According to “Haqiqatun Naiaam” a risla written by Sayedi Khoj bin Malak “the system of Nazar-Mukam was devised by our 23rd Sayedna Peerkhan Shujauddin in Ahmedabad. The reason was that Sayedna Qutbuddin Shaheed was beheaded by Sunni ruler of Gujarat and under fear and pressure Dawoodi Bohras were converting to Sunni faith. Some were converted due to economical constraints. To help such needy Bohras, Sayedna Peerkhan Saheb had devised this custom of Nazar-Mukam. Since it benefited the needy Bohras in time of difficulty successive Dais maintained the custom.

    In general Shias there is a tradition of tying some coins on the right arm of the person going on a journey or for any adventurous work. It is known as “Imam Zamin”. Perhaps Sayedna Peerkhan Saheb coined the word Nazar-Imam on the same line which later on came to be known as NazarMukam.

    The meaning of word Nazar Mukam: Nazar or Nazarana means offering and Mukam means occasion (like we say “yeh gaur karne ka Mukam hai). Therefore Nazar-Mukan means “Occasional offering” not regular offering like Zakat. Now of course like Zakat and Fitra, Nazar-Mukam is also forcefully collected by the amils of Sayedna Saheb. It has now lost its significance at it does not help Bohras in need and therefore it is not obligatory to pay Nazar Mukam to the Amil or Sayedna.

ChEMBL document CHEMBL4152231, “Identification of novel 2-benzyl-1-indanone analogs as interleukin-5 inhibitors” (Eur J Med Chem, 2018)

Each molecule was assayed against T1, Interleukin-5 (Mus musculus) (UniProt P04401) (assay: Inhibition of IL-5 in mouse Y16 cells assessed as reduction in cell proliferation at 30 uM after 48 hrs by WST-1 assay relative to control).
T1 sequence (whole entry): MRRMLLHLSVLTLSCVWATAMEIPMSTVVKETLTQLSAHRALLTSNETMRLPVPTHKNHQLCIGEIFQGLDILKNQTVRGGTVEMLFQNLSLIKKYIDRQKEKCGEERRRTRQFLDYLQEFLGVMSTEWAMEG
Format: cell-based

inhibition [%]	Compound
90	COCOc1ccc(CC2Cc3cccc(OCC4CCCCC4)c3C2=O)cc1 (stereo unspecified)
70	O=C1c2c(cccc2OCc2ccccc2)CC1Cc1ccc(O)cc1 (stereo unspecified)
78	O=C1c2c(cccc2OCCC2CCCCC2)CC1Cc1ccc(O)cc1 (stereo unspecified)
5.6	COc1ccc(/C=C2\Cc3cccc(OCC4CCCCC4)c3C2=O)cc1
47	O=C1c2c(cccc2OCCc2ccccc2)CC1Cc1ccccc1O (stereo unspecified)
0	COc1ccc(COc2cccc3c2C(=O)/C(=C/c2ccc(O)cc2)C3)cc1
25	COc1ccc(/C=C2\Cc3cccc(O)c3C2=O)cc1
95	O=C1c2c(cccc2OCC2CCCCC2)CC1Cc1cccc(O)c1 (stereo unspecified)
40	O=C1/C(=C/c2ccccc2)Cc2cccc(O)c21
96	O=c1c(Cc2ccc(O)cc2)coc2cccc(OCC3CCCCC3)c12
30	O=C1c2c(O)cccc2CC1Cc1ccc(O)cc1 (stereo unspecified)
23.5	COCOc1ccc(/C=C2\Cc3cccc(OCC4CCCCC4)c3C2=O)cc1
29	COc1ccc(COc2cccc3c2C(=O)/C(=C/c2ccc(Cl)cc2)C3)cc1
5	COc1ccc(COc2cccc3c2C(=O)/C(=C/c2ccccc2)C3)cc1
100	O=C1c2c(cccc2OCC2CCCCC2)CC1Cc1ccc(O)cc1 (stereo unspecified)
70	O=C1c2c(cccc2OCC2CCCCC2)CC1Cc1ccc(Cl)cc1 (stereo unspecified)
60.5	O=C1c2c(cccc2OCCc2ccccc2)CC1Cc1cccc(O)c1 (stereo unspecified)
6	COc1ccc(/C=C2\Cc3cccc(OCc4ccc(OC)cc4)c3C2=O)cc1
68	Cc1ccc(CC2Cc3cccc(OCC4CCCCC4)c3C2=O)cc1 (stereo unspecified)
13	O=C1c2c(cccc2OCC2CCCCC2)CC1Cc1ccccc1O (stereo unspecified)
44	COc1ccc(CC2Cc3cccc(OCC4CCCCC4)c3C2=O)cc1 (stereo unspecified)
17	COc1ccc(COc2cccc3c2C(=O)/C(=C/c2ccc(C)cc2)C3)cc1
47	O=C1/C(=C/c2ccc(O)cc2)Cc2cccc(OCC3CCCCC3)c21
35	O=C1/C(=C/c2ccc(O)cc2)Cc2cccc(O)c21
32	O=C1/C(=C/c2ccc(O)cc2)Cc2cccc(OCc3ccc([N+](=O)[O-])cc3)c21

7. Sabil: Of late there has been a rising resentment in the community over many-fold increase in Sabil. So let us understand the concept of Sabil. Sabil is not a part of Quranic injunctions or Islamic Shari’ah or Shia or Dawoodi Bohra faith. It is a very recent innovation introduced by Sayedna Taher Saifuddin since 1961.

    In Dawoodi Bohra history during our 38th Dai Sayedna Ismailji Badruddin Saheb’s time his Mazoon, Sayedi Abdul Qadar Hakimuddin Ibne Mulla Khan Saheb who was born in Rampura (M.P.) but stationed at Burhanpur had introduced “Sabil” strictly for maintenance of old masjid in Burhanpur to be collected by the local Jamat and spend on masjid repairs. It was temporary measure just to serve a local purpose for a certain period. It was a very nominal (Re. 1 per family) voluntary donation.

    Sabil literally means “way” or “offering help or drinking water to a passerby” is derived from Quranic world “Fi Sabilillah” (in the way or name of Allah).